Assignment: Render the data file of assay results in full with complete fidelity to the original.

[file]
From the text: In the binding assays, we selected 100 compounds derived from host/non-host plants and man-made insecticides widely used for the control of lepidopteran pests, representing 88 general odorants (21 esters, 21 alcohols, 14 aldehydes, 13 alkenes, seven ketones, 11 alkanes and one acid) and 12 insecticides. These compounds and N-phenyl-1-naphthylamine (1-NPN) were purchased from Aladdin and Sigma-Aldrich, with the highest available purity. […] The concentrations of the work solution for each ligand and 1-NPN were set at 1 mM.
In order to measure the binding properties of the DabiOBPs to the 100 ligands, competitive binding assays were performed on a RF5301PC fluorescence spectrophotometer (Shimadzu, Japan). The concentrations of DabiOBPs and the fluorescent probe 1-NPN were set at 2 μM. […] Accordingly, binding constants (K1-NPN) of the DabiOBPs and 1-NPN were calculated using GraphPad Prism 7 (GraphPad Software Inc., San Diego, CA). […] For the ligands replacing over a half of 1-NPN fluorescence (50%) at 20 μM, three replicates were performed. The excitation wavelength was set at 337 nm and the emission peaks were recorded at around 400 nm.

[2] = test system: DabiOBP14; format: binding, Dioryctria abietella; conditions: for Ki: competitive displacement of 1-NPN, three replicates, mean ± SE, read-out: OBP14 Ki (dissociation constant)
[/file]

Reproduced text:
From the text: In the binding assays, we selected 100 compounds derived from host/non-host plants and man-made insecticides widely used for the control of lepidopteran pests, representing 88 general odorants (21 esters, 21 alcohols, 14 aldehydes, 13 alkenes, seven ketones, 11 alkanes and one acid) and 12 insecticides. These compounds and N-phenyl-1-naphthylamine (1-NPN) were purchased from Aladdin and Sigma-Aldrich, with the highest available purity. […] The concentrations of the work solution for each ligand and 1-NPN were set at 1 mM.
In order to measure the binding properties of the DabiOBPs to the 100 ligands, competitive binding assays were performed on a RF5301PC fluorescence spectrophotometer (Shimadzu, Japan). The concentrations of DabiOBPs and the fluorescent probe 1-NPN were set at 2 μM. […] Accordingly, binding constants (K1-NPN) of the DabiOBPs and 1-NPN were calculated using GraphPad Prism 7 (GraphPad Software Inc., San Diego, CA). […] For the ligands replacing over a half of 1-NPN fluorescence (50%) at 20 μM, three replicates were performed. The excitation wavelength was set at 337 nm and the emission peaks were recorded at around 400 nm.

[2] = test system: DabiOBP14; format: binding, Dioryctria abietella; conditions: for Ki: competitive displacement of 1-NPN, three replicates, mean ± SE, read-out: OBP14 Ki (dissociation constant)